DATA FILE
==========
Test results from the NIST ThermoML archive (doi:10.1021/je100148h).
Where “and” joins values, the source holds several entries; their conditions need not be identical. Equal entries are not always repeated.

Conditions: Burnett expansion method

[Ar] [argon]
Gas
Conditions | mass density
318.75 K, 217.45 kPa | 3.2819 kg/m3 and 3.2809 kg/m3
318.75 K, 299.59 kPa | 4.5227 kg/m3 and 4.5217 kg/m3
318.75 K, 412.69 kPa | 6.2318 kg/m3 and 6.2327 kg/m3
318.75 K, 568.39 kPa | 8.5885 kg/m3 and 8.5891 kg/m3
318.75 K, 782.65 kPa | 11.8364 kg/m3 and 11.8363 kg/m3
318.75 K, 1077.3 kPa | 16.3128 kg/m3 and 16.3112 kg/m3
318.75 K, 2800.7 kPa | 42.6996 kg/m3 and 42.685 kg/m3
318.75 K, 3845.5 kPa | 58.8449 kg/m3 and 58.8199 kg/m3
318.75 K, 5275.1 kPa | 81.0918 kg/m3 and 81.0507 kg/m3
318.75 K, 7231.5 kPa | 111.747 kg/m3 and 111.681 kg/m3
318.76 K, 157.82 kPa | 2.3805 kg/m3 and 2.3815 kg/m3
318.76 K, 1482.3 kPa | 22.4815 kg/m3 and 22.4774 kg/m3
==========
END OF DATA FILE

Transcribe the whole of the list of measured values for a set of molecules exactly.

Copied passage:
Test results from the NIST ThermoML archive (doi:10.1021/je100148h).
Where “and” joins values, the source holds several entries; their conditions need not be identical. Equal entries are not always repeated.

Conditions: Burnett expansion method

[Ar] [argon]
Gas
Conditions | mass density
318.75 K, 217.45 kPa | 3.2819 kg/m3 and 3.2809 kg/m3
318.75 K, 299.59 kPa | 4.5227 kg/m3 and 4.5217 kg/m3
318.75 K, 412.69 kPa | 6.2318 kg/m3 and 6.2327 kg/m3
318.75 K, 568.39 kPa | 8.5885 kg/m3 and 8.5891 kg/m3
318.75 K, 782.65 kPa | 11.8364 kg/m3 and 11.8363 kg/m3
318.75 K, 1077.3 kPa | 16.3128 kg/m3 and 16.3112 kg/m3
318.75 K, 2800.7 kPa | 42.6996 kg/m3 and 42.685 kg/m3
318.75 K, 3845.5 kPa | 58.8449 kg/m3 and 58.8199 kg/m3
318.75 K, 5275.1 kPa | 81.0918 kg/m3 and 81.0507 kg/m3
318.75 K, 7231.5 kPa | 111.747 kg/m3 and 111.681 kg/m3
318.76 K, 157.82 kPa | 2.3805 kg/m3 and 2.3815 kg/m3
318.76 K, 1482.3 kPa | 22.4815 kg/m3 and 22.4774 kg/m3